While it wasn’t as impulsive and reckless as I’d always planned, I booked a flight and made reservations for the first leg of my trip through southern Mexico. I’d proceed through Belize, Guatemala, El Salvador, Honduras, Nicaragua, Costa Rica, and Panama. I can honestly say that my trip was life changing. I marveled at the Mayan ruins of Tulum, swam with whale sharks in Belize, touched walls of cathedrals pockmarked by Sandinista bullets in Nicaragua, and nearly became shark bait surfing off of an island in Panama.

There were also hardships. In the second month, I was in a small town on the Pacific coast of El Salvador. I had received news that one of my closest friends from high school, who I hadn’t seen in years, had died of an overdose. I felt guilt over emails not sent, phone calls not made. There was a flood of memories from school. Oh thing stuck out, how sweet Nate was with his little sister who he helped raise — braiding her hair and getting her ready for school each day — after his mother moved out when we were in middle school.

I was devastated. I stayed in my hostel dorm for days, remembering. And then I got a concerned message from my Talkspace therapist. Tracy hadn’t heard from me and wondered if anything was wrong. I told her everything and let the reality of the situation wash over me. My therapist helped me process the death, to grieve in a healthy way.

My friends at the hostel checked on me, invited me to dinner. I didn’t feel like going out, but my therapist thought that I should. Low and behold, after a plate of arroz con pollo, I felt better. I’ll never be fully over the loss of my friend, but it doesn’t send me into a spiral to think of it.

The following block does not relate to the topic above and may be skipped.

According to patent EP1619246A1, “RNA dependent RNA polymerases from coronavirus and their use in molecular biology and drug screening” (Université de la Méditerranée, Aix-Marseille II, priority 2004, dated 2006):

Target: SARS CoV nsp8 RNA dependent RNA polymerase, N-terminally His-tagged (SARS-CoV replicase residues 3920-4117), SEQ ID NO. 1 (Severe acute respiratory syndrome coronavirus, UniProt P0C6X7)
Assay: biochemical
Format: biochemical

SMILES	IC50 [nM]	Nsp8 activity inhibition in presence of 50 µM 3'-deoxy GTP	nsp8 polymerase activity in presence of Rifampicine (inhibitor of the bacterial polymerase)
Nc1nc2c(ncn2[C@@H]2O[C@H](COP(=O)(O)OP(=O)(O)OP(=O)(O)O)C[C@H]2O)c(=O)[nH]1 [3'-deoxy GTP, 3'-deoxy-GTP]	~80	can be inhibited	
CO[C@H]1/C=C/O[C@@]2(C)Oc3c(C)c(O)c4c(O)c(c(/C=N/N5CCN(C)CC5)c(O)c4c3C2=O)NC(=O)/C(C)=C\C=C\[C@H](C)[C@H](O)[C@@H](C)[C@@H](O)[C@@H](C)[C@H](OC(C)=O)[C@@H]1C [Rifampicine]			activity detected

Though I don’t want to take away from the work that I did to make this trip happen, my Talkspace therapist was there to support me when I know I would have fallen otherwise. It’s hard to make a change. It’s hard to ask for help. It’s hard to do the work. But when you have someone who’s there for you, it’s a lot easier. I was able to live my dream and travel despite all the challenges because of online therapy.

Now I think back to college. How impossible it felt to be proactive and get help. I wish things would have been as easy as downloading an app back then, but I’m glad it’s available now. I was able to cross this trip off my bucket list, a goal I wasn’t sure I’d ever be able to reach. Having my Talkspace therapist as a traveling companion was what made it possible. I’m grateful. Next up — backpacking through Asia!

Talkspace articles are written by experienced mental health-wellness contributors; they are grounded in scientific research and evidence-based practices. Articles are extensively reviewed by our team of clinical experts (therapists and psychiatrists of various specialties) to ensure content is accurate and on par with current industry standards.

Our goal at Talkspace is to provide the most up-to-date, valuable, and objective information on mental health-related topics in order to help readers make informed decisions.

Articles contain trusted third-party sources that are either directly linked to in the text or listed at the bottom to take readers directly to the source.

You May Also Like